Data sets used to monitor the Earth’s climate indicate that the surface of the Earth warmed from ∼1910 to 1940, cooled slightly from ∼1940 to 1970, and then warmed markedly from ∼1970 onward1. The weak cooling apparent in the middle part of the century has been interpreted in the context of a variety of physical factors, such as atmosphere–ocean interactions and anthropogenic emissions of sulphate aerosols2. Here we call attention to a previously overlooked discontinuity in the record at 1945, which is a prominent feature of the cooling trend in the mid-twentieth century. The discontinuity is evident in published versions of the global-mean temperature time series1, but stands out more clearly after the data are filtered for the effects of internal climate variability. We argue that the abrupt temperature drop of ∼0.3 °C in 1945 is the apparent result of uncorrected instrumental biases in the sea surface temperature record. Corrections for the discontinuity are expected to alter the character of mid-twentieth century temperature variability but not estimates of the century-long trend in global-mean temperatures.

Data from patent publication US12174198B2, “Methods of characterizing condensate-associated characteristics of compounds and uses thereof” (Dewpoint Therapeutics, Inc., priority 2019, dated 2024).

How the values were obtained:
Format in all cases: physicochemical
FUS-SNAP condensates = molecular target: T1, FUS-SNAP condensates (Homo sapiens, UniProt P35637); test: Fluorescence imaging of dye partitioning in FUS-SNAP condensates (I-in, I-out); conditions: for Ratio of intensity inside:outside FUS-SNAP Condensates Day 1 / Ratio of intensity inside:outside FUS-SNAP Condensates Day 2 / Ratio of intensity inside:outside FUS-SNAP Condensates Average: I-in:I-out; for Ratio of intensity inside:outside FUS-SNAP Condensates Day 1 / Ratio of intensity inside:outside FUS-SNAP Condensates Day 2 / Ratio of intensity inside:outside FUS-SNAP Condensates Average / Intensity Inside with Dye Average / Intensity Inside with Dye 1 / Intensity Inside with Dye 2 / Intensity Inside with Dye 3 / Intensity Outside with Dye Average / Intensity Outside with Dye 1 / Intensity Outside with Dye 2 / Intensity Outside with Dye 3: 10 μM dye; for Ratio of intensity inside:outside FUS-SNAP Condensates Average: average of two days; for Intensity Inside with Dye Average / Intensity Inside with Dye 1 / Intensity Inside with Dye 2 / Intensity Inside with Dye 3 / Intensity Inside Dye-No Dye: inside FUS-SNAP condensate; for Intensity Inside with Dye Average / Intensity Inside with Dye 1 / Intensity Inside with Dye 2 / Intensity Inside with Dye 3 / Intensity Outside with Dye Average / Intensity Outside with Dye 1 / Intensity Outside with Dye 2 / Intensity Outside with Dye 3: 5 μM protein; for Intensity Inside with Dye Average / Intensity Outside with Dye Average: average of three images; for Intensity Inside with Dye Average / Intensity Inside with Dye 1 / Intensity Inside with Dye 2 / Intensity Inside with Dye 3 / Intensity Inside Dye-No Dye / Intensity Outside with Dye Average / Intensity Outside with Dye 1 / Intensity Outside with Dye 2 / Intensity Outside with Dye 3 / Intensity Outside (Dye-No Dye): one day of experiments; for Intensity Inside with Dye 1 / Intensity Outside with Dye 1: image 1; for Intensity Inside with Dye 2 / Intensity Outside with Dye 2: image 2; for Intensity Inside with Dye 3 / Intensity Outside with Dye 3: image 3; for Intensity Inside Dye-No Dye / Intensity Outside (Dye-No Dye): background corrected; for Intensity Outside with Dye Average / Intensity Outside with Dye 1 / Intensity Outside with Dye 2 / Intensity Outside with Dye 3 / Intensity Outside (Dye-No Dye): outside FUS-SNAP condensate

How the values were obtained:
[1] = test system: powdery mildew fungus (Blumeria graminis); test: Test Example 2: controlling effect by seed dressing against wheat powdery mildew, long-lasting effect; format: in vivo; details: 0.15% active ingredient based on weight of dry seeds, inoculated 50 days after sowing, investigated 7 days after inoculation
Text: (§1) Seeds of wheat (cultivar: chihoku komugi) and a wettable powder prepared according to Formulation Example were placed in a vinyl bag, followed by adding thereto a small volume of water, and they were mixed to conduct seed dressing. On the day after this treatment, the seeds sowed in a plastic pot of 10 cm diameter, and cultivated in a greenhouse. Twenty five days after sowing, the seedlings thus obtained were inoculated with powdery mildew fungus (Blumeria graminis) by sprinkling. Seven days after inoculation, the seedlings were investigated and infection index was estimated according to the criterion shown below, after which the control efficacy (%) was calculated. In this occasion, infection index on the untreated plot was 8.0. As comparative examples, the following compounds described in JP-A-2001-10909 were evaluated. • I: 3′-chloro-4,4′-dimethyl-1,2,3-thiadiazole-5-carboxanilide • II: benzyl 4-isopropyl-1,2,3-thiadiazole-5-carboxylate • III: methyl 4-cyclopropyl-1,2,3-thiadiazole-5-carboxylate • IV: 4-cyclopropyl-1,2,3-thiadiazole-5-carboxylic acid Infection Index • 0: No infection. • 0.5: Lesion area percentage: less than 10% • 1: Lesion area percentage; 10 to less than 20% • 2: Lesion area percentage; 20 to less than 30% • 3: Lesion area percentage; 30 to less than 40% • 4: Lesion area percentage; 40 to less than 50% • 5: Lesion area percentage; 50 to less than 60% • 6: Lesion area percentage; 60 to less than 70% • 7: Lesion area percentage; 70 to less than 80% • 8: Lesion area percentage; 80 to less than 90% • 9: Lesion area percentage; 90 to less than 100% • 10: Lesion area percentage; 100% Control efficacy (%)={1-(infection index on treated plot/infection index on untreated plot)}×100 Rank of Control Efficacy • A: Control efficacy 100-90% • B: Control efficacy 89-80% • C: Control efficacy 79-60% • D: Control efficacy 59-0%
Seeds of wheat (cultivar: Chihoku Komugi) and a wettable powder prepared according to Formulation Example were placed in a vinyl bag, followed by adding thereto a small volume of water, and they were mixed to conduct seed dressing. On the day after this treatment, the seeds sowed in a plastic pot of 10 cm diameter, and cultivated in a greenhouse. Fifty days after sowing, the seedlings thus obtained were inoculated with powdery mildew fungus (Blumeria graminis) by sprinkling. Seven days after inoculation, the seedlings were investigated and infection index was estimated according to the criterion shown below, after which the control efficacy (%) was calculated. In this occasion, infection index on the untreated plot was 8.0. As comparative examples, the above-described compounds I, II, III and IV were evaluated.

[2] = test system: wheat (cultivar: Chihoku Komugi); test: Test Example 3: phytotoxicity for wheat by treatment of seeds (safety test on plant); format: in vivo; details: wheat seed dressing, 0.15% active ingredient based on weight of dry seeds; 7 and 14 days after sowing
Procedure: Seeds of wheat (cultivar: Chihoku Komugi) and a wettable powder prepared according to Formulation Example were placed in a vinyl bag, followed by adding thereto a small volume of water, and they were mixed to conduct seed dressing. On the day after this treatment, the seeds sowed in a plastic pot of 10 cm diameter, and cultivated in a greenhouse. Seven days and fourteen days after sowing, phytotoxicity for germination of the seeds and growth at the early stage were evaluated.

We thank D. Parker and S. Solomon for comments on the manuscript, and R. Reynolds for reviews. D.W.J.T. and J.M.W. were supported by the NSF Climate Dynamics Program under budget numbers ATM-0132190 and ATM-0613082 (D.W.J.T.) and ATM-0318675 (J.M.W.). J.J.K. was supported by the Joint Defra and MoD Programme, GA01101 (Defra) and CBC/2B/0417_Annex C5 (MoD). P.D.J. was supported by the US Department of Energy (DE-FG02-98ER62601).